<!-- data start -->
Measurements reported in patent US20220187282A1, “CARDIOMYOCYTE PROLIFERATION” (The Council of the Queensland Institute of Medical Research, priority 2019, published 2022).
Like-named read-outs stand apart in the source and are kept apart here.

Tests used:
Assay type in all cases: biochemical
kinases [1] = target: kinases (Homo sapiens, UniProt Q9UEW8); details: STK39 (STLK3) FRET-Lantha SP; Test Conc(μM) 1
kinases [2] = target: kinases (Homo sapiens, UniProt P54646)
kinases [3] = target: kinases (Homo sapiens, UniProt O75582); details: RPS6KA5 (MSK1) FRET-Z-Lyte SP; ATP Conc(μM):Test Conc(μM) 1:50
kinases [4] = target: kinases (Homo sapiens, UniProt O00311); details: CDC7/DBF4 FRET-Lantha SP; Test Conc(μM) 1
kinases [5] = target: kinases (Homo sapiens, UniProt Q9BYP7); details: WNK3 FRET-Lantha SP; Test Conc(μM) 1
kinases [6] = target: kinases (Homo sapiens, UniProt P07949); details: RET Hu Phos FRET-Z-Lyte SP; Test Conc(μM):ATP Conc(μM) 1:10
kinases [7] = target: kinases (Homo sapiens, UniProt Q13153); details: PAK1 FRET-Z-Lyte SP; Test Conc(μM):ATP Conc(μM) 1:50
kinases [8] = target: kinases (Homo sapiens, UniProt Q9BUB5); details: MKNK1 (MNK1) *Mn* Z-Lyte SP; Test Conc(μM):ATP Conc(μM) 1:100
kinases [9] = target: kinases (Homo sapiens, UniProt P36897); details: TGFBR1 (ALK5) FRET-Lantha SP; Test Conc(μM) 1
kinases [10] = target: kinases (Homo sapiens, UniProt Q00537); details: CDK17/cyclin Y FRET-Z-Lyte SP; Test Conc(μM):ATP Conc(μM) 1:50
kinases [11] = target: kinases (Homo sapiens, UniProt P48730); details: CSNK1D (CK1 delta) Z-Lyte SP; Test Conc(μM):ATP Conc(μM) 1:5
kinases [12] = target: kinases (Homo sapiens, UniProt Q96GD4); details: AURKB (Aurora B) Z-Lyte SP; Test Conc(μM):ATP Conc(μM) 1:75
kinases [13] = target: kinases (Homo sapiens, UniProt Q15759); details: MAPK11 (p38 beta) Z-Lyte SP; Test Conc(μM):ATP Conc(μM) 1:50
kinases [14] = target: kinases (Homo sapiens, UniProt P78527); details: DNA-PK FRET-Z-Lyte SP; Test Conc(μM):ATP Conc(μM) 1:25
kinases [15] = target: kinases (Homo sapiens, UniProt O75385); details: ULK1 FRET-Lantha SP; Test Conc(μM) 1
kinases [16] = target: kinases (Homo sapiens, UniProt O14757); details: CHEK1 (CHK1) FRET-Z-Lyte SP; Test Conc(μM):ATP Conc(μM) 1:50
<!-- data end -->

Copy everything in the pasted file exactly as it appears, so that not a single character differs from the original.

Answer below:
Measurements reported in patent US20220187282A1, “CARDIOMYOCYTE PROLIFERATION” (The Council of the Queensland Institute of Medical Research, priority 2019, published 2022).
Like-named read-outs stand apart in the source and are kept apart here.

Tests used:
Assay type in all cases: biochemical
kinases [1] = target: kinases (Homo sapiens, UniProt Q9UEW8); details: STK39 (STLK3) FRET-Lantha SP; Test Conc(μM) 1
kinases [2] = target: kinases (Homo sapiens, UniProt P54646)
kinases [3] = target: kinases (Homo sapiens, UniProt O75582); details: RPS6KA5 (MSK1) FRET-Z-Lyte SP; ATP Conc(μM):Test Conc(μM) 1:50
kinases [4] = target: kinases (Homo sapiens, UniProt O00311); details: CDC7/DBF4 FRET-Lantha SP; Test Conc(μM) 1
kinases [5] = target: kinases (Homo sapiens, UniProt Q9BYP7); details: WNK3 FRET-Lantha SP; Test Conc(μM) 1
kinases [6] = target: kinases (Homo sapiens, UniProt P07949); details: RET Hu Phos FRET-Z-Lyte SP; Test Conc(μM):ATP Conc(μM) 1:10
kinases [7] = target: kinases (Homo sapiens, UniProt Q13153); details: PAK1 FRET-Z-Lyte SP; Test Conc(μM):ATP Conc(μM) 1:50
kinases [8] = target: kinases (Homo sapiens, UniProt Q9BUB5); details: MKNK1 (MNK1) *Mn* Z-Lyte SP; Test Conc(μM):ATP Conc(μM) 1:100
kinases [9] = target: kinases (Homo sapiens, UniProt P36897); details: TGFBR1 (ALK5) FRET-Lantha SP; Test Conc(μM) 1
kinases [10] = target: kinases (Homo sapiens, UniProt Q00537); details: CDK17/cyclin Y FRET-Z-Lyte SP; Test Conc(μM):ATP Conc(μM) 1:50
kinases [11] = target: kinases (Homo sapiens, UniProt P48730); details: CSNK1D (CK1 delta) Z-Lyte SP; Test Conc(μM):ATP Conc(μM) 1:5
kinases [12] = target: kinases (Homo sapiens, UniProt Q96GD4); details: AURKB (Aurora B) Z-Lyte SP; Test Conc(μM):ATP Conc(μM) 1:75
kinases [13] = target: kinases (Homo sapiens, UniProt Q15759); details: MAPK11 (p38 beta) Z-Lyte SP; Test Conc(μM):ATP Conc(μM) 1:50
kinases [14] = target: kinases (Homo sapiens, UniProt P78527); details: DNA-PK FRET-Z-Lyte SP; Test Conc(μM):ATP Conc(μM) 1:25
kinases [15] = target: kinases (Homo sapiens, UniProt O75385); details: ULK1 FRET-Lantha SP; Test Conc(μM) 1
kinases [16] = target: kinases (Homo sapiens, UniProt O14757); details: CHEK1 (CHK1) FRET-Z-Lyte SP; Test Conc(μM):ATP Conc(μM) 1:50